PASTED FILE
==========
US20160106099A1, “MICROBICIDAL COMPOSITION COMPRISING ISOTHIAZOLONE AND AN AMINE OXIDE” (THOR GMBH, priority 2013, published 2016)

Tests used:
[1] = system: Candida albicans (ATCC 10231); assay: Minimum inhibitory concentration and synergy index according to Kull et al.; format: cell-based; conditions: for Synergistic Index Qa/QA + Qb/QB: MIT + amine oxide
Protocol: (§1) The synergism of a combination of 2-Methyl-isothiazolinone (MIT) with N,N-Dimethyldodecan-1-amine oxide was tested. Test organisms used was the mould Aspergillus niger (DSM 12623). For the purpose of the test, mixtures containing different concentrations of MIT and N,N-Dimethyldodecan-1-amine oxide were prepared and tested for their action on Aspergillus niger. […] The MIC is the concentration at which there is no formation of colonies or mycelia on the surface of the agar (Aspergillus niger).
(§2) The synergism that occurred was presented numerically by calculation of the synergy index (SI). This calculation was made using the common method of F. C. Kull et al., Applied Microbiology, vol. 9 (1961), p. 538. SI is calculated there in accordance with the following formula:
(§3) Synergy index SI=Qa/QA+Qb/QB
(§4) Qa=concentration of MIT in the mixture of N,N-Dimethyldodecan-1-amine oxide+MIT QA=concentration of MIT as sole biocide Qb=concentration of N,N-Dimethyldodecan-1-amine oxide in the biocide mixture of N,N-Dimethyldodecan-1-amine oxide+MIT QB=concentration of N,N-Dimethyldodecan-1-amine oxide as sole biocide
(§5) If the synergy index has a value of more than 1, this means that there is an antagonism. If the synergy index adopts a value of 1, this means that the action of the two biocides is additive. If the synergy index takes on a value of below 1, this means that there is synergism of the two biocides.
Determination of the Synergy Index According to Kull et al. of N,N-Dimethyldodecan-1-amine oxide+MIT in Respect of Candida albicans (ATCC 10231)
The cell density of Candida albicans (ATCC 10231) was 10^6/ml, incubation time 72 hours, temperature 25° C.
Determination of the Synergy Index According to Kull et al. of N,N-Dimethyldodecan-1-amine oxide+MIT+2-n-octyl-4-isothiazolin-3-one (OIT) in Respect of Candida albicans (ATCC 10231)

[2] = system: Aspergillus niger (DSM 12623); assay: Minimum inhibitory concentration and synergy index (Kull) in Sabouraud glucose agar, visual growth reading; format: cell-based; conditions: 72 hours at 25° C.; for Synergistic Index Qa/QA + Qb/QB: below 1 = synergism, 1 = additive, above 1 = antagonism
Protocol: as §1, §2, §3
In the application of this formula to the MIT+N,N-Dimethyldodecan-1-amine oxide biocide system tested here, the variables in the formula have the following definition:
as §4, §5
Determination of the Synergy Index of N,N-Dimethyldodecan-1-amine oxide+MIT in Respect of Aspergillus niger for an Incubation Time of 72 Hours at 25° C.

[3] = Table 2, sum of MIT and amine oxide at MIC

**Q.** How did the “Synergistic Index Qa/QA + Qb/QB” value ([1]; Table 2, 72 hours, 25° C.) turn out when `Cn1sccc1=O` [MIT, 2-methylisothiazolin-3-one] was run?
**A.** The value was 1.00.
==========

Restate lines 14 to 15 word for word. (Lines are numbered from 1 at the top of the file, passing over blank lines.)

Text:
In the application of this formula to the MIT+N,N-Dimethyldodecan-1-amine oxide biocide system tested here, the variables in the formula have the following definition:
as §4, §5